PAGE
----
"I wanted to be able to see my grandchildren," she said. And they would have their own version of her now long-gone vacant lots.
She has a collection of ceramic and iron sculpture and found that the art and the grasses set each other off dramatically. The contrast between the delicate grasses and the bold sculpture is pleasingly sharp.
Besides needing less water and mowing than a lawn, a meadow offers additional pluses as well as a few drawbacks, Hoffs said. She thinks fewer weeds tend to grow in meadows and there are virtually no bugs or disease. Grasses and sedges also grow quickly. Her garden looked mature and filled in after just a year and a half.
On the negative side, when weeds do show up, they are more noticeable than in a lawn and must be pulled by hand. Some grasses and sedges creep into areas where they're not wanted or they seed about. Since the grasses grow so quickly, they must be divided often so they don't get too dense.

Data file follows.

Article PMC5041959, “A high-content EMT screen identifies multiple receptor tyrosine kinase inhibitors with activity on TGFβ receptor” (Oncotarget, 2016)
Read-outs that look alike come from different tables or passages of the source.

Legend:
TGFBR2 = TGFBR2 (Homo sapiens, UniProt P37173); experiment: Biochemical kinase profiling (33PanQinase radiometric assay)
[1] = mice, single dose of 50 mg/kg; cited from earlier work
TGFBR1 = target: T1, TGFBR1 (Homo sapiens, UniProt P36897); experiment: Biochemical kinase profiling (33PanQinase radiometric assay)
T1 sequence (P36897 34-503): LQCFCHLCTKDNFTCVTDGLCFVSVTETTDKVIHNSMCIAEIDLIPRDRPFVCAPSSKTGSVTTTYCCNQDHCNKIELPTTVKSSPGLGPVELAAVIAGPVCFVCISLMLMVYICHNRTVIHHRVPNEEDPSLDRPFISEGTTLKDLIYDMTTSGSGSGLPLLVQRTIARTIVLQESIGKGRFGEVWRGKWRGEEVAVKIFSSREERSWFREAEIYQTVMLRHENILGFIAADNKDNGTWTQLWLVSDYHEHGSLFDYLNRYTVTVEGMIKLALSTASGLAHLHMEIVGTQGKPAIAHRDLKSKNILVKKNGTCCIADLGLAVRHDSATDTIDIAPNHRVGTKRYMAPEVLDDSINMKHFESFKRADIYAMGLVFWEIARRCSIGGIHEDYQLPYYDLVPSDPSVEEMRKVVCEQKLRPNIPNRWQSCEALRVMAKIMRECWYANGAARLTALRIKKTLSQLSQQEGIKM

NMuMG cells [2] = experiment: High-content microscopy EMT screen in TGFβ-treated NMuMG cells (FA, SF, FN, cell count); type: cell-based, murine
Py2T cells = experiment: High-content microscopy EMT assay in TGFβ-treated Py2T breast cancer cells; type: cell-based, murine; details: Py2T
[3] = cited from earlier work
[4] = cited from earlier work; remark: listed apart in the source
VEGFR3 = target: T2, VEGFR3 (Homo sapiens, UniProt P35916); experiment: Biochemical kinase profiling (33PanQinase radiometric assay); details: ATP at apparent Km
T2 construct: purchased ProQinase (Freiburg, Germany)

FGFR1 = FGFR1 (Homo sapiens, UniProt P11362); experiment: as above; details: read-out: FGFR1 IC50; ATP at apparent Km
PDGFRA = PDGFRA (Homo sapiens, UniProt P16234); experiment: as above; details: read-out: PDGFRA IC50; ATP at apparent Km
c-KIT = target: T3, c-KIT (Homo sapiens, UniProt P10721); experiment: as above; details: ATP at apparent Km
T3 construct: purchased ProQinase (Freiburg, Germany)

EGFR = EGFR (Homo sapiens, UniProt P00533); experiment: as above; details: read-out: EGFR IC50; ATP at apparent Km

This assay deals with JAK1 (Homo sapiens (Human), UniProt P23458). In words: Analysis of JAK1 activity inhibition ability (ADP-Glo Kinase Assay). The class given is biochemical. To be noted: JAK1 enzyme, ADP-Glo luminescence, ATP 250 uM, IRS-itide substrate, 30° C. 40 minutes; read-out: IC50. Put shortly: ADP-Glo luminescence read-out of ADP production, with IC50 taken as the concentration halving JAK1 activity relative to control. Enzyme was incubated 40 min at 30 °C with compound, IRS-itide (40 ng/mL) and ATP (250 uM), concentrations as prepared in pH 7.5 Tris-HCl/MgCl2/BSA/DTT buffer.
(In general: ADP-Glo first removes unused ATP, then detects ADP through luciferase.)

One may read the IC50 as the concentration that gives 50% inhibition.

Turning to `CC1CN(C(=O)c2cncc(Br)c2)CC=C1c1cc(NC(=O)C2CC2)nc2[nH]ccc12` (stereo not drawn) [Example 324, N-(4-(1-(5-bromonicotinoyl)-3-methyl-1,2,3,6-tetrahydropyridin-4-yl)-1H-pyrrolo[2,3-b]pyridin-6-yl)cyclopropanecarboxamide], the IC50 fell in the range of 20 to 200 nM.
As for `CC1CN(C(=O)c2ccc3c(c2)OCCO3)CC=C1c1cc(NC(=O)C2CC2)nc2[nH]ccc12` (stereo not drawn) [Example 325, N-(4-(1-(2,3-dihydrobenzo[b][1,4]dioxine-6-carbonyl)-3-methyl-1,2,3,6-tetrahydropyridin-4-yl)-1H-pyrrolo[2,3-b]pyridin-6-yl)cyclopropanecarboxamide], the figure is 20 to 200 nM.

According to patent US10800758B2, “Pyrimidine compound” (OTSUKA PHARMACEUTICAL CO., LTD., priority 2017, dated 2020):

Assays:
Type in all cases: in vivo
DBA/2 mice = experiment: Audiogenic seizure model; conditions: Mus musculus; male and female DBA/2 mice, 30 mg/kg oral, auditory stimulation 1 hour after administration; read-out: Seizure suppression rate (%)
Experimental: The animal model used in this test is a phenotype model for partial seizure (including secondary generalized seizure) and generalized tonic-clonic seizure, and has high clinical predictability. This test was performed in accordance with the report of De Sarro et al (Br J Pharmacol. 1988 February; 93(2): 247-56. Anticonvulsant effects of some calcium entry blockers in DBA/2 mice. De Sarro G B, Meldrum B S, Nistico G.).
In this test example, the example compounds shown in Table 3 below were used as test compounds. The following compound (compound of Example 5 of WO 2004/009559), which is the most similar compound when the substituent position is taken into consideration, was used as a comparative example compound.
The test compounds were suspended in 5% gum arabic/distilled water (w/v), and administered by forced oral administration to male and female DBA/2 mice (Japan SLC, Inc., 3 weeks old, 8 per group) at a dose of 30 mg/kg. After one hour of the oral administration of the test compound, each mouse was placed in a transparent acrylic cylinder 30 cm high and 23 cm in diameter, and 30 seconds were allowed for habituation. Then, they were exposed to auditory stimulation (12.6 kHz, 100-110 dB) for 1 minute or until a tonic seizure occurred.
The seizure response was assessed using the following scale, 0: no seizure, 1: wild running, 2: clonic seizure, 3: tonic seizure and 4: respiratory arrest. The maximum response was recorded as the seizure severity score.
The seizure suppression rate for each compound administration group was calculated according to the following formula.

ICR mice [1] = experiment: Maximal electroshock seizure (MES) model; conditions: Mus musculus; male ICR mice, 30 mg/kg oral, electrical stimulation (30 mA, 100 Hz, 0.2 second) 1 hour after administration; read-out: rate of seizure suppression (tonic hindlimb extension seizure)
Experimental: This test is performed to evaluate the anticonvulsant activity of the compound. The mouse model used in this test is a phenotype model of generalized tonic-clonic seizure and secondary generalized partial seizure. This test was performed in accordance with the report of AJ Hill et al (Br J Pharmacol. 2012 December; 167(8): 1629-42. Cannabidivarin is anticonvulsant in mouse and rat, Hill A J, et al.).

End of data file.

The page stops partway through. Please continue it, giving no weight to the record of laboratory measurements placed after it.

If you rely on gardeners, they need to be shown how to care for a meadow. And neighbors "may not understand," said Hoffs. They might wonder why you don't mow the "lawn." Her own neighbors have had varied reactions. Some are "charmed" by the meadow, Hoffs said, particularly those who garden themselves. Others ask where all the flowers are. And then there's the man who, after walking around her yard, said he preferred "pretty gardens."
Her original plan was to have the meadow made up entirely of the native Carex pansa, sometimes called California meadow sedge, which grows on sand dunes and coastal plains. But it had to be planted from little plugs spaced about 6 inches apart and, at 85 cents a pop, she decided to plant only half the area with the carex and temporarily seed the other half with $6 worth of creeping red fescue seed.
Three years later she easily has enough of the rapidly reproducing carex to dig some up and plant the other half of the meadow but she has become quite fond of the bright, Kelly green fescue. It's a little harder to manage, she admits, since it is primarily used for covering slopes. Mowing temporarily exposes yellowing blades of grass, but most of the time it looks splendid.